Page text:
Another season of lost hope for Big Blue Nation

Jaime C. Harris | 11/1/2018, 2:48 p.m. | Updated on 11/1/2018, 2:48 p.m.
There was a feeling of palpable optimism for the Giants and their fans entering this season after a horrific 3-13 ...
The Giants' disappointing 1-7 start leaves them with much to ponder during their current bye-week. Bill Moore photo

There was a feeling of palpable optimism for the Giants and their fans entering this season after a horrific 3-13 campaign last season. Despite lingering uncertainty as to whether Eli Manning, a two-time Super Bowl MVP and No. 7 on the NFL’s all-time passing yardage list, still possessed the physical tools to be a consequential component of the team, there was cautious confidence a retooled offensive line would provide him with the necessary protection to elevate the Giants to the playoffs for the first time in seven years.

Betraying the ardent idealists, they have been an even greater disappointment this season than the previous debacle, given the expectations. The Giants are 1-7, tied with the lowly San Francisco 49ers and Oakland Raiders for the fewest wins in the league. As their head coach Pat Shurmur and his staff make an effort to find solutions to an inconsistent defense, an offensive line that has been nothing short of terrible and a shell-shocked Manning, who was sacked seven times by Washington Sunday in a 20-13 loss, the despondence, anger and frustration of the hungry fan base is warranted.

To make matters worse, Giants rookie quarterback Kyle Lauletta, who some speculated would replace Manning as the starting quarterback after the Giants come out of their bye week Nov. 12 to face the 49ers on the road, was arrested in Weehawken, N.J., Tuesday morning on charges of obstructing justice, eluding police and resisting arrest. Ironically, Manning is fourth in the league in passing yardage with 2,377.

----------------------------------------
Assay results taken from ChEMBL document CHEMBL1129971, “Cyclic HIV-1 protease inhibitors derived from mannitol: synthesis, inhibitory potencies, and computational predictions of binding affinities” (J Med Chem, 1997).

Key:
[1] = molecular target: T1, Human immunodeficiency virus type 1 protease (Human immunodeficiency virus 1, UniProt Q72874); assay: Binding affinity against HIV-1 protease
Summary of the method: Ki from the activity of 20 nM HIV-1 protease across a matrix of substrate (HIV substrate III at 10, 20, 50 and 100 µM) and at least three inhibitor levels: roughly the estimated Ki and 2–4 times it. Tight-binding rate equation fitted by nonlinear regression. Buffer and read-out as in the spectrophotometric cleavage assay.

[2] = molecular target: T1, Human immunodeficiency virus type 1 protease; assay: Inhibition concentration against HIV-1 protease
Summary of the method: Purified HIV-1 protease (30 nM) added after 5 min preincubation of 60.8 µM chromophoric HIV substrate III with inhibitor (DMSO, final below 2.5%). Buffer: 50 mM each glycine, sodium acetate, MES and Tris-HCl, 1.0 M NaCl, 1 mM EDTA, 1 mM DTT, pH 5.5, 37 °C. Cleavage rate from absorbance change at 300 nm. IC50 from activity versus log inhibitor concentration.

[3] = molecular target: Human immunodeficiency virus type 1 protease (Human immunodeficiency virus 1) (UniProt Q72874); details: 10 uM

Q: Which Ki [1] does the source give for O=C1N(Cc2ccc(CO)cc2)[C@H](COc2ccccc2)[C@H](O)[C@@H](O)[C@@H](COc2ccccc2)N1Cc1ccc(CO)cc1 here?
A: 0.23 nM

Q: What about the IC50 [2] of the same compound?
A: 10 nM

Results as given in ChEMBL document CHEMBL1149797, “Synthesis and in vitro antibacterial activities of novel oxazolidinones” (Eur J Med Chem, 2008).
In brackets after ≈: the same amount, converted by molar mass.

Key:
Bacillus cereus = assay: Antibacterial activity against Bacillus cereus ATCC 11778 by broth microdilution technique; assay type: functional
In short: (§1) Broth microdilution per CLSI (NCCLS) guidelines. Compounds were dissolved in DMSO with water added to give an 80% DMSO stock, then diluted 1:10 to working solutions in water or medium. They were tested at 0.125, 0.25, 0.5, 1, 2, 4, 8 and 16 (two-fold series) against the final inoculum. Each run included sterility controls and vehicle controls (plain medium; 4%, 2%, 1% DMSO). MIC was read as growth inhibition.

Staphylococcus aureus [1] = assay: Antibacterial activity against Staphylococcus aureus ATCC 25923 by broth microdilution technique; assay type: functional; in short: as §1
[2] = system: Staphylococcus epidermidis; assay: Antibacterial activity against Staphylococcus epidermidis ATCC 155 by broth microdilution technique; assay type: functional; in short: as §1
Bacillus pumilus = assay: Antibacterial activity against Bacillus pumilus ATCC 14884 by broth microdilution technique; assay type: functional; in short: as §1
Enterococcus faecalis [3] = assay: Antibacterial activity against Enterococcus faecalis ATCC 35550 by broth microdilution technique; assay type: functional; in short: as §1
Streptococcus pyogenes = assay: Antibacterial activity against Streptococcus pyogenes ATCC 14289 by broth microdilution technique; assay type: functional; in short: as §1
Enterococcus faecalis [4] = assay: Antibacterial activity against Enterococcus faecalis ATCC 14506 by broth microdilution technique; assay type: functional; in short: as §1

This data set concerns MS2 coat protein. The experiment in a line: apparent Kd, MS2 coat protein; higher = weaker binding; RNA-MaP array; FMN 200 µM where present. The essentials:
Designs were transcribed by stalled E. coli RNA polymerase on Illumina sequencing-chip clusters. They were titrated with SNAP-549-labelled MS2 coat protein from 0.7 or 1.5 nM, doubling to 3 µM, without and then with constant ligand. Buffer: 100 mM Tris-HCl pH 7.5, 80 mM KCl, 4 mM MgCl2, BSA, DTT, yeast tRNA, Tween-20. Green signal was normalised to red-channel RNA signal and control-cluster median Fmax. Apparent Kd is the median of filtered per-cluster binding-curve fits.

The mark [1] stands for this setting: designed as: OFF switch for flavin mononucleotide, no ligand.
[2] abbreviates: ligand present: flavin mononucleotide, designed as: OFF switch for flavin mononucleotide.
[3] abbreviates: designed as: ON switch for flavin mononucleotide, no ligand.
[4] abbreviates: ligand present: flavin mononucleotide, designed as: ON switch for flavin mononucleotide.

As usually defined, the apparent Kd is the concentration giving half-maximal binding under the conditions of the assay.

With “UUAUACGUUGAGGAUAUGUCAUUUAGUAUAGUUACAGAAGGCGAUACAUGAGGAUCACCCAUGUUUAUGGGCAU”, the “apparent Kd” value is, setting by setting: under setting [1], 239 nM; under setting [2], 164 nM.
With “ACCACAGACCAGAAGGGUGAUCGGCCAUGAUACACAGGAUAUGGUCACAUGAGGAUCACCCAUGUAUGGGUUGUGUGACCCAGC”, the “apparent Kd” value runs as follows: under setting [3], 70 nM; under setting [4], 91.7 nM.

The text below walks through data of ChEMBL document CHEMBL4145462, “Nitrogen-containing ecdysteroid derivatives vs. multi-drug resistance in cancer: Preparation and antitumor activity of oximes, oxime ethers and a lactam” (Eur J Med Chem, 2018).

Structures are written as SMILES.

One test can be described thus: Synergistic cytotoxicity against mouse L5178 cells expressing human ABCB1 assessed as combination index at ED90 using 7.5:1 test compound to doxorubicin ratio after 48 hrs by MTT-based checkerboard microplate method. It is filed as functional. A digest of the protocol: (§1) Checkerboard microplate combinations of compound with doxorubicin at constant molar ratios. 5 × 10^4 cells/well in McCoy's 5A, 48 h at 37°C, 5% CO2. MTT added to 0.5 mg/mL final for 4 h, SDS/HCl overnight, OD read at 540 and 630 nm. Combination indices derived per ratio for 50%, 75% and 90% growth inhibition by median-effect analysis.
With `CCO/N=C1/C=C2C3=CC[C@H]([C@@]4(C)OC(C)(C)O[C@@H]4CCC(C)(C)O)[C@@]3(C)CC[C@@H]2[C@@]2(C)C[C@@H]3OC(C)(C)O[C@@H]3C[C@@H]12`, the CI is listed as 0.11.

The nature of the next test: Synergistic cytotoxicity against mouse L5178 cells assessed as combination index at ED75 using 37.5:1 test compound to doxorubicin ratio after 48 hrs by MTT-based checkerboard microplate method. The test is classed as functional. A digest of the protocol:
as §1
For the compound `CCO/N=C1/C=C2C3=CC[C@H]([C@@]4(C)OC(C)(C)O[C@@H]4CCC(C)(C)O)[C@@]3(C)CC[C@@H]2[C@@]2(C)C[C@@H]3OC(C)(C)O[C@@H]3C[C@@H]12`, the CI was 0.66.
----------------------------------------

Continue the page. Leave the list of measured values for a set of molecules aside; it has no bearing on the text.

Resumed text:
At the midpoint of the season, the Giants, who have already traded cornerback Eli Apple to the New Orleans Saints and defensive lineman Damon Harrison to the Detroit Lions, starters at the time of the trades, will continue to recalibrate their future as they come to terms with another failed season.

“Everyone understands there is business involved with our sport,” said Shurmur Monday regarding players being traded, a day before this past Tuesday’s NFL trade deadline. “But no, I don’t talk about that with the group.”

Rookie running back Saquon Barkley, who reached the bye week second in the league with 1,016 all-purpose yards (519 rushing and 497 receiving), said he’ll spend his time engaged in self-reflection and preparation.

“Go back, watch film on yourself,” Barkley noted. “See what you can do better from the first half of the season. See the things you did well. Try and improve overall in your game.”

He added, “Take a little bit of time off to just decompress from football, but also keep aware that you can’t take too much time off because you’ve still got to keep your body in shape for another eight games, and come back ready to work.”

The next eight games will be a long examination of where the franchise is headed. The first eight revealed they are moving in the wrong direction.